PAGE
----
W3C home > Mailing lists > Public > www-forms@w3.org > April 2004

RE: Ian Hickson (Opera) On W3C's XForms

From: Victor Engmark <Victor.Engmark@cern.ch>
Date: Fri, 30 Apr 2004 12:42:46 +0200
Message-ID: <3FC7FEE5A901664193468E8F63AFE1EA424CA7@cernxchg15.cern.ch>
To: <www-forms@w3.org>
Cc: "Gerald Bauer" <luxorxul@yahoo.ca>

>    What's your take on it? Do you share Ian's outlook about 
> W3C's XForms? Are there any better, faster, lighter 
> alternatives to W3C's XForms heavy machinery?

While developing an XForms document the last few weeks, I have made a
few assumptions about the future of this standard:
1. XForms will _not_ replace your ordinary HTML guest book form,
_unless_ making the submission by XForms is easier than the native
scripting language.
2. XForms _will_ replace webshops _if_ any of the major browsers
implement it _according to the standard_. This is where I believe
Mozilla/Opera can win over IE: By being so far ahead in providing
standard compliance that IE will be useless on any but the most ancient
web pages. The big pitfall is whether an XForms document will look the
same in different browsers/viewers; it is definitely not the case today,
but can be avoided by using client- or server-side plugins. More on this

Idea: XForms is supposed to be independent of the mode of presentation,
and therefore it will probably be impossible to make readers converge in
the way they present them. So I propose that in addition to the
standard, XSLT files are made to tailor any XForms document to a
specific mode of presentation. By doing this the XForms themselves can
be presentation independent, while web designers working only on the
visual aspects of pages can stop worrying whether a <repeat
appearance="minimal"...> will look like a table or a list. Just use the
appropriate XSL file.

3: XForms _will_ replace client-side applications for editing XML
documents, simply because it works already, and provides a great deal of
4. XForms _could_ replace a lot of data handling applications, e.g.
Excel, _if_ user defined functions are well supported.

Bottom line: The sky's the limit, but it'll be a hard flight.

Direct comments on Ian's mail:
> [Xforms] doesn't seem to be really suitable for your typical graphical
> (Web) application.

Why? It sure looks good in Chiba (see

> > You also have to do validations that could be done on the client
> > and that means crummy performance.
> XForms does not in any way alleviate this since the server can never
> trust the client and therefore has to do all the validation anyway.

This is true for _web_ forms, the kind anyone can have a go at. Not so
for intranet applications and the like, where not trusting the end user
would mean blocking access to the form. This is where XForms 1.0 has a
future, more light-weight versions could be developed for situations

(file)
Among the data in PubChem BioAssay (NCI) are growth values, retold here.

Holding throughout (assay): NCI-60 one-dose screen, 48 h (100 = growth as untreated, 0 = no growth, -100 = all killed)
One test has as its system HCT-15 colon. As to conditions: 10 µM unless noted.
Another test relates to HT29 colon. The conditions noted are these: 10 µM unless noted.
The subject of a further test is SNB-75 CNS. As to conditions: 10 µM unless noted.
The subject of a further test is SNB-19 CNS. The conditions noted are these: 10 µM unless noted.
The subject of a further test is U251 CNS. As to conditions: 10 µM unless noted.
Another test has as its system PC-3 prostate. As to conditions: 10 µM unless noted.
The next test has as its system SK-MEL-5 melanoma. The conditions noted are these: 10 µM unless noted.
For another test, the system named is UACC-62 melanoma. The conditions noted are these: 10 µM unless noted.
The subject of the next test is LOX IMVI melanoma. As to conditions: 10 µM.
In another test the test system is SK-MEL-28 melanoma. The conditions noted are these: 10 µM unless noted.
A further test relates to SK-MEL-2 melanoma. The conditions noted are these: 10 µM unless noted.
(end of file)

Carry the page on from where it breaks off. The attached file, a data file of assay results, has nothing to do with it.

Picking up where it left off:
where advanced features are not needed.

> Standards compliance is good if it means interoperability.
> Interoperability is not something that implementing XForms would give
> however, since nobody else in the browser space has implemented it
> several of the other vendors have been quite vocal in their claim that
> they will never implement it).

Yeah, and "64Kb should be enough for anybody". The point is, vendors
will always follow the market potential. Once developers start using
XForms, I believe you will see something like "You need [XForms viewer]
to view this page" all over the Web. Already, DENG and formsPlayer
(http://www.formsplayer.com/) are doing a good job as plugins, X-Smiles
(http://www.xsmiles.org/) is a stand-alone reader, and Chiba
(http://chiba.sourceforge.net/) is almost trivial to integrate with
Tomcat (or any other JSP container) to serve good-looking XForms without
changing the client. And soon vendors will realize that it's better if
they provide native XForms support than handing it over to money-making
plugin developers.

> > and portability is a consequence of XForms design decisions to
> > the lack of portability across devices of HTML forms.
> This is extremely misleading. XForms is _less_ portable than HTML
> the latter of which are completely device independent. XForms has a
> device-specific profile, for example; HTML does not.

This is wrong. Portability in this case is a measure of whether or not
interface elements are defined abstractly or in terms of device-specific

> More to the point: It's too complicated; it's a bloated
> recommendation that average Web authors do not understand how to
> because of its reliance on multiple levels of indirection.

Then I'd like to say something politically incorrect about "average Web
authors", but instead I'll point them to
http://xformsinstitute.com/essentials/browse/ for a bit of reading and
http://www.w3.org/TR/xforms/ for reference.

Of course HTML forms are better supported and more used than XForms
today. XForms became a recommendation of the W3C at the end of 2003,
while HTML forms have been with us practically since the birth of the
Web. Give it some time...

Received on Friday, 30 April 2004 06:50:38 UTC

This archive was generated by hypermail 2.3.1 : Tuesday, 6 January 2015 21:36:13 UTC